• Obama tap danced around the law, never declaring war. A declaration of war would have made it legal for Obama to target those citizens as enemy combatants. For those who say that those two men gave up his citizenship once they declared themselves anit-Americans. I say this to you: You do not make the laws about when a person forfeits citizenship. If you want to change the law, then go through the proper channels. At this time, in this situation, the rule of law was explicitly disregarded — every other intelligent person on this planet who has researched the law understands that Constitutional Law was sidestepped.

    Being that the two men were "suspect" American terrorist, the burden rests on Obama to find those men guilty in the court of law before executing him. Instead, the Administration refused to provide any evidence supporting its allegations. We know only today that those men were a "suspect" because of videos and what the news/government has skirted around as being a fact.

  • Now the Obama Administration said that a secret group of people can permission the government to kill Americans with no questions answered? No due process? This is dangerous. The most important fact about this secret all-powerful group that operates outside of constitutional law and holds no responsibility to the public is this: "Neither is there any law establishing its existence or setting out the rules by which it is supposed to operate." Illegal secret government much? Looks like it to me.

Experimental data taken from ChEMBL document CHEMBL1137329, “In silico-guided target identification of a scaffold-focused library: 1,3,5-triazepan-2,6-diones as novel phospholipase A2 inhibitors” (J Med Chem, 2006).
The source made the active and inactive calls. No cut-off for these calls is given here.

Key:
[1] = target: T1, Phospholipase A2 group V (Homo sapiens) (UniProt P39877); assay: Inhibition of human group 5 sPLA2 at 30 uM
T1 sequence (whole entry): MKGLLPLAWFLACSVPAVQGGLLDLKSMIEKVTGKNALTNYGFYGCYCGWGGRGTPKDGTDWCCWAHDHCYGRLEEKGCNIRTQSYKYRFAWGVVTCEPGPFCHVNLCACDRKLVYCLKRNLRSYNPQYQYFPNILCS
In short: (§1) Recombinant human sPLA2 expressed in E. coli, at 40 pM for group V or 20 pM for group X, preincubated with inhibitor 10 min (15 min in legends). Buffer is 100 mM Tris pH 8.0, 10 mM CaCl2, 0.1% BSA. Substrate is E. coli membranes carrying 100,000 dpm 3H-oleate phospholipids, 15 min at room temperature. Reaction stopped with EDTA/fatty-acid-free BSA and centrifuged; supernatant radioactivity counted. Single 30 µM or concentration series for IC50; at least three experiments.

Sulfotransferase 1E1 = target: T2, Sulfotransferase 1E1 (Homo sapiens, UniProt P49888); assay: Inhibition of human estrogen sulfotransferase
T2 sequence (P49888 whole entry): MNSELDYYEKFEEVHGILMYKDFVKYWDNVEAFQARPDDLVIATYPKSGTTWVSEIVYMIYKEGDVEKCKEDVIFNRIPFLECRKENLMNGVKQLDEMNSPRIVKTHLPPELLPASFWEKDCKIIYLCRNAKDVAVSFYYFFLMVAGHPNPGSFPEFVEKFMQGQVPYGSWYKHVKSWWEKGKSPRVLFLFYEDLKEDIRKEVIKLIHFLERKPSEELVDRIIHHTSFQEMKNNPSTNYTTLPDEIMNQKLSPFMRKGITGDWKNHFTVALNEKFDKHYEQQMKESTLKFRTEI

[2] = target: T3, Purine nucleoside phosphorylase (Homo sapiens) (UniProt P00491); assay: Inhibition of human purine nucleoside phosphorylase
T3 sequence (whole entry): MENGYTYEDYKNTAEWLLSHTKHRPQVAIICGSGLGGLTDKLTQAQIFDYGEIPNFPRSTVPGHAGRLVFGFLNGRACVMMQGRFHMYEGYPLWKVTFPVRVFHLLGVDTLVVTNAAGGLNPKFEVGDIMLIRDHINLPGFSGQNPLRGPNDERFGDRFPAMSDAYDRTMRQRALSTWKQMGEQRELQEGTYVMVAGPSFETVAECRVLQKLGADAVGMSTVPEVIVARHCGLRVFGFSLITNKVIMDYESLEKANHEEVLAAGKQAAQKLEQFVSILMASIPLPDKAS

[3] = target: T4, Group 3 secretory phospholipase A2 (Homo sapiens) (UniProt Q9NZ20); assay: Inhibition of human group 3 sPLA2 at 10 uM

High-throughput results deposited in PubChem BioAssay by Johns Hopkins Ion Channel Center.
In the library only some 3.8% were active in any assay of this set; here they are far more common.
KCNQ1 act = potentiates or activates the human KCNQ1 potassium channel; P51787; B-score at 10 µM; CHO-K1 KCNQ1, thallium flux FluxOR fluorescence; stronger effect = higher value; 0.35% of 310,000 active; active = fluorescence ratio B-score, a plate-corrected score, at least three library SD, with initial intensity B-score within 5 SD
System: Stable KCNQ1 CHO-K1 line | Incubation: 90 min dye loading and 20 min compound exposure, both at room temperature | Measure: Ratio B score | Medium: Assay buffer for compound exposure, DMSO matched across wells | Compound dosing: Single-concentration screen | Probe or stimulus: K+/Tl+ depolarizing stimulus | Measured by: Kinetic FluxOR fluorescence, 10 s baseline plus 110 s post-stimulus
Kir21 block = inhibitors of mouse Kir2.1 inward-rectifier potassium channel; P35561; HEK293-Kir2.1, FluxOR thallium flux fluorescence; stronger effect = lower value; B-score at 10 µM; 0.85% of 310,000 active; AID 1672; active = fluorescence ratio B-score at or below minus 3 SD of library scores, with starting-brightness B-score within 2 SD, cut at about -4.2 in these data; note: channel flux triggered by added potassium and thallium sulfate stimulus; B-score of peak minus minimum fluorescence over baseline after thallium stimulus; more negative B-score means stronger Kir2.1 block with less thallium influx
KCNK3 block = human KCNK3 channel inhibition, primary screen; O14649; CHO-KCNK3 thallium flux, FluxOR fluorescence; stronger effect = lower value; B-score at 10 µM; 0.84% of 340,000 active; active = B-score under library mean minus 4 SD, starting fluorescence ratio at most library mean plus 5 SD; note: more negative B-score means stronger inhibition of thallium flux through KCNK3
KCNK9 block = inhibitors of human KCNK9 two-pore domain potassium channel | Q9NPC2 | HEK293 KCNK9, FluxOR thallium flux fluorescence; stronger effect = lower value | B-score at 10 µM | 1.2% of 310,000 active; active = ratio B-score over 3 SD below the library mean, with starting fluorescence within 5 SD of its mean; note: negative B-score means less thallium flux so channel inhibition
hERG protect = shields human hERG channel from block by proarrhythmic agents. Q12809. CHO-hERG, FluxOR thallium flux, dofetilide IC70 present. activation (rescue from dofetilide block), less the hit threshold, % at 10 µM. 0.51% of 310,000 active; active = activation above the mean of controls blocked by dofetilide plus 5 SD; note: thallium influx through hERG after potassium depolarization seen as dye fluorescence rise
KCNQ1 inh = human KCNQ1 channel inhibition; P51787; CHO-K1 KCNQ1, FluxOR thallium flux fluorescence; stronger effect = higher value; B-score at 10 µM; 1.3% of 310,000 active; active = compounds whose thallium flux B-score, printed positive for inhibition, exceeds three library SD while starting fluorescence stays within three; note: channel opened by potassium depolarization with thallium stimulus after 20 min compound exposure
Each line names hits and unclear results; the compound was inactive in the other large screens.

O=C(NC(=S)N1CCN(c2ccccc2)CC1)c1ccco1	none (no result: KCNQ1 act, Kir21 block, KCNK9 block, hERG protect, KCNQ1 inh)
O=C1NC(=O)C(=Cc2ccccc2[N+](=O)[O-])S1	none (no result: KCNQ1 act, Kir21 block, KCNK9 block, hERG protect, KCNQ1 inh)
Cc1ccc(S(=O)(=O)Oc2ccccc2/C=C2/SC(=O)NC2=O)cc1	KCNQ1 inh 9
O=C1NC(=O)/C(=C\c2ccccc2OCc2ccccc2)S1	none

I advocate asking questions about the legality of government actions, especially when it pertains to the erosion of civil liberties. We obey and uphold the law to protect the innocents like me and you, not the bad guys.

    Reuters also is asking all the right questions:

  • Lisa. Why don't you tell that to all the victims of the 911 attacks. These people are active combatants in a war that was started long ago. There is no "due process" when it comes to military combatants in a time of war. In case you did not notice, we have been at war for the last decade. The law is clear on this. If you would do your research, you would plainly see that. The "permission to assasinate" was given years ago by the Bush administration. Again do your research. It is perfectly legal. And yes it is dangerous. So the lesson is this, don't go around waging war if you do not want to die.